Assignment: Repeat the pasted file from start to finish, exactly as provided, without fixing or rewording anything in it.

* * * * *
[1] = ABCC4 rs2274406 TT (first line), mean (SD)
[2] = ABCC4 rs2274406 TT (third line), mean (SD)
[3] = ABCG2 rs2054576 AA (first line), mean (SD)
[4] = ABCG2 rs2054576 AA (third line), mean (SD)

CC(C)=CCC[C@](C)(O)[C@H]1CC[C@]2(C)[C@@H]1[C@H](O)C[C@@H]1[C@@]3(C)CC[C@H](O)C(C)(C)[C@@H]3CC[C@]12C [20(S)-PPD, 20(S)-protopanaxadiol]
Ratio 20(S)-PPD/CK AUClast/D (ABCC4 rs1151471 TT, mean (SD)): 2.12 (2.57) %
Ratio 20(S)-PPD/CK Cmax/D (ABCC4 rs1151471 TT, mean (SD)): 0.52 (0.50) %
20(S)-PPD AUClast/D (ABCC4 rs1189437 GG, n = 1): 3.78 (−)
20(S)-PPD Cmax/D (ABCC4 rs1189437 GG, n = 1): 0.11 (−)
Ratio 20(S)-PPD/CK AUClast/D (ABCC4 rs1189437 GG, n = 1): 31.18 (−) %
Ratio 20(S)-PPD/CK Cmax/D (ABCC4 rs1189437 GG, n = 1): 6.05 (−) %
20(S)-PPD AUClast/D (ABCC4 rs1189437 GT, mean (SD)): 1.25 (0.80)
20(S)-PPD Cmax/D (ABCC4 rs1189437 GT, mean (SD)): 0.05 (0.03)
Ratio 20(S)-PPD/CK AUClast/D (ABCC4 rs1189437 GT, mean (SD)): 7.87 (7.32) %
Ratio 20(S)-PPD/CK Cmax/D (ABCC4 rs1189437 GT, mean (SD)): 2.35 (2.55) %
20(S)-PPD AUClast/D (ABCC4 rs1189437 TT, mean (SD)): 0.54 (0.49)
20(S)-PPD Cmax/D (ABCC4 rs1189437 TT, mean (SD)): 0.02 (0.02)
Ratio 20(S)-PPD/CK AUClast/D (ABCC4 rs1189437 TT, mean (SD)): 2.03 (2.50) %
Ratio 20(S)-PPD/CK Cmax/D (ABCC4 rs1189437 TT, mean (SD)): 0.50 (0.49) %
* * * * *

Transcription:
[1] = ABCC4 rs2274406 TT (first line), mean (SD)
[2] = ABCC4 rs2274406 TT (third line), mean (SD)
[3] = ABCG2 rs2054576 AA (first line), mean (SD)
[4] = ABCG2 rs2054576 AA (third line), mean (SD)

CC(C)=CCC[C@](C)(O)[C@H]1CC[C@]2(C)[C@@H]1[C@H](O)C[C@@H]1[C@@]3(C)CC[C@H](O)C(C)(C)[C@@H]3CC[C@]12C [20(S)-PPD, 20(S)-protopanaxadiol]
Ratio 20(S)-PPD/CK AUClast/D (ABCC4 rs1151471 TT, mean (SD)): 2.12 (2.57) %
Ratio 20(S)-PPD/CK Cmax/D (ABCC4 rs1151471 TT, mean (SD)): 0.52 (0.50) %
20(S)-PPD AUClast/D (ABCC4 rs1189437 GG, n = 1): 3.78 (−)
20(S)-PPD Cmax/D (ABCC4 rs1189437 GG, n = 1): 0.11 (−)
Ratio 20(S)-PPD/CK AUClast/D (ABCC4 rs1189437 GG, n = 1): 31.18 (−) %
Ratio 20(S)-PPD/CK Cmax/D (ABCC4 rs1189437 GG, n = 1): 6.05 (−) %
20(S)-PPD AUClast/D (ABCC4 rs1189437 GT, mean (SD)): 1.25 (0.80)
20(S)-PPD Cmax/D (ABCC4 rs1189437 GT, mean (SD)): 0.05 (0.03)
Ratio 20(S)-PPD/CK AUClast/D (ABCC4 rs1189437 GT, mean (SD)): 7.87 (7.32) %
Ratio 20(S)-PPD/CK Cmax/D (ABCC4 rs1189437 GT, mean (SD)): 2.35 (2.55) %
20(S)-PPD AUClast/D (ABCC4 rs1189437 TT, mean (SD)): 0.54 (0.49)
20(S)-PPD Cmax/D (ABCC4 rs1189437 TT, mean (SD)): 0.02 (0.02)
Ratio 20(S)-PPD/CK AUClast/D (ABCC4 rs1189437 TT, mean (SD)): 2.03 (2.50) %
Ratio 20(S)-PPD/CK Cmax/D (ABCC4 rs1189437 TT, mean (SD)): 0.50 (0.49) %